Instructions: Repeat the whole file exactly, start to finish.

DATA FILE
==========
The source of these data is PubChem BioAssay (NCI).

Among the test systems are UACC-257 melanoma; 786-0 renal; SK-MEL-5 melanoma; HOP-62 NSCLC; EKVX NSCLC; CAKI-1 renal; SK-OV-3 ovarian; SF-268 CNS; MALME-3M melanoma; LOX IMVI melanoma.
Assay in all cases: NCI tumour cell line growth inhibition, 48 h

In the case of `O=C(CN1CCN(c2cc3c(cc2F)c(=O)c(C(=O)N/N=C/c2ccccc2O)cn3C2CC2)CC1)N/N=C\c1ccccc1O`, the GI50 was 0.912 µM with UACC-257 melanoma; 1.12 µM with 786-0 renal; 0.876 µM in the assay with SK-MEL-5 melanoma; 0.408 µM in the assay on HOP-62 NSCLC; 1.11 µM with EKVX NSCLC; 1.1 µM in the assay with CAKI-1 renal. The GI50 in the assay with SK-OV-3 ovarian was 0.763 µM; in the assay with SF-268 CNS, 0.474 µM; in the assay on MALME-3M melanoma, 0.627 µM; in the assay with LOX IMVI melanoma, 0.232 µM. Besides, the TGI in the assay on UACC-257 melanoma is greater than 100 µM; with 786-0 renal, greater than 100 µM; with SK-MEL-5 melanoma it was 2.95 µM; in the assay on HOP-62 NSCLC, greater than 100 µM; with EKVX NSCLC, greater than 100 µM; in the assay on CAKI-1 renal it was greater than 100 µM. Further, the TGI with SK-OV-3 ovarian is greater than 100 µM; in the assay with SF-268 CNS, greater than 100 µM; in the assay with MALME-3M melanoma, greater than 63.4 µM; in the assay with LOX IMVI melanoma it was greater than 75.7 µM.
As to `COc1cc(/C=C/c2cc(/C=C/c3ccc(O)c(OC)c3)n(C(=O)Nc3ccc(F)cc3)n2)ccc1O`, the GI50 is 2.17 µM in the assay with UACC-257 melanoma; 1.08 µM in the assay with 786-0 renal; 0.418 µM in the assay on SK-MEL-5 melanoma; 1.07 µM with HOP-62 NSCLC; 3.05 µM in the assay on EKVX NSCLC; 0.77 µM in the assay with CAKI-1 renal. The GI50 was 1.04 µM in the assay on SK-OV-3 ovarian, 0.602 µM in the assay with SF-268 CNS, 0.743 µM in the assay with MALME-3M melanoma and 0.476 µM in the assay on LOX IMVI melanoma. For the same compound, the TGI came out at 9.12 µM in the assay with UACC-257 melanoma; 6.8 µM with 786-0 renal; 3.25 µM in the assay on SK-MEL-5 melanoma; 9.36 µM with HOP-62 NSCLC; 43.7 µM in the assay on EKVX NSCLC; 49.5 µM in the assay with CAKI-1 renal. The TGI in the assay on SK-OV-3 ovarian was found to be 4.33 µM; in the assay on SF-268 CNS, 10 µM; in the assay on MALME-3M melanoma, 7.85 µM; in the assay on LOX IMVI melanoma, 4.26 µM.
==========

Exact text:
The source of these data is PubChem BioAssay (NCI).

Among the test systems are UACC-257 melanoma; 786-0 renal; SK-MEL-5 melanoma; HOP-62 NSCLC; EKVX NSCLC; CAKI-1 renal; SK-OV-3 ovarian; SF-268 CNS; MALME-3M melanoma; LOX IMVI melanoma.
Assay in all cases: NCI tumour cell line growth inhibition, 48 h

In the case of `O=C(CN1CCN(c2cc3c(cc2F)c(=O)c(C(=O)N/N=C/c2ccccc2O)cn3C2CC2)CC1)N/N=C\c1ccccc1O`, the GI50 was 0.912 µM with UACC-257 melanoma; 1.12 µM with 786-0 renal; 0.876 µM in the assay with SK-MEL-5 melanoma; 0.408 µM in the assay on HOP-62 NSCLC; 1.11 µM with EKVX NSCLC; 1.1 µM in the assay with CAKI-1 renal. The GI50 in the assay with SK-OV-3 ovarian was 0.763 µM; in the assay with SF-268 CNS, 0.474 µM; in the assay on MALME-3M melanoma, 0.627 µM; in the assay with LOX IMVI melanoma, 0.232 µM. Besides, the TGI in the assay on UACC-257 melanoma is greater than 100 µM; with 786-0 renal, greater than 100 µM; with SK-MEL-5 melanoma it was 2.95 µM; in the assay on HOP-62 NSCLC, greater than 100 µM; with EKVX NSCLC, greater than 100 µM; in the assay on CAKI-1 renal it was greater than 100 µM. Further, the TGI with SK-OV-3 ovarian is greater than 100 µM; in the assay with SF-268 CNS, greater than 100 µM; in the assay with MALME-3M melanoma, greater than 63.4 µM; in the assay with LOX IMVI melanoma it was greater than 75.7 µM.
As to `COc1cc(/C=C/c2cc(/C=C/c3ccc(O)c(OC)c3)n(C(=O)Nc3ccc(F)cc3)n2)ccc1O`, the GI50 is 2.17 µM in the assay with UACC-257 melanoma; 1.08 µM in the assay with 786-0 renal; 0.418 µM in the assay on SK-MEL-5 melanoma; 1.07 µM with HOP-62 NSCLC; 3.05 µM in the assay on EKVX NSCLC; 0.77 µM in the assay with CAKI-1 renal. The GI50 was 1.04 µM in the assay on SK-OV-3 ovarian, 0.602 µM in the assay with SF-268 CNS, 0.743 µM in the assay with MALME-3M melanoma and 0.476 µM in the assay on LOX IMVI melanoma. For the same compound, the TGI came out at 9.12 µM in the assay with UACC-257 melanoma; 6.8 µM with 786-0 renal; 3.25 µM in the assay on SK-MEL-5 melanoma; 9.36 µM with HOP-62 NSCLC; 43.7 µM in the assay on EKVX NSCLC; 49.5 µM in the assay with CAKI-1 renal. The TGI in the assay on SK-OV-3 ovarian was found to be 4.33 µM; in the assay on SF-268 CNS, 10 µM; in the assay on MALME-3M melanoma, 7.85 µM; in the assay on LOX IMVI melanoma, 4.26 µM.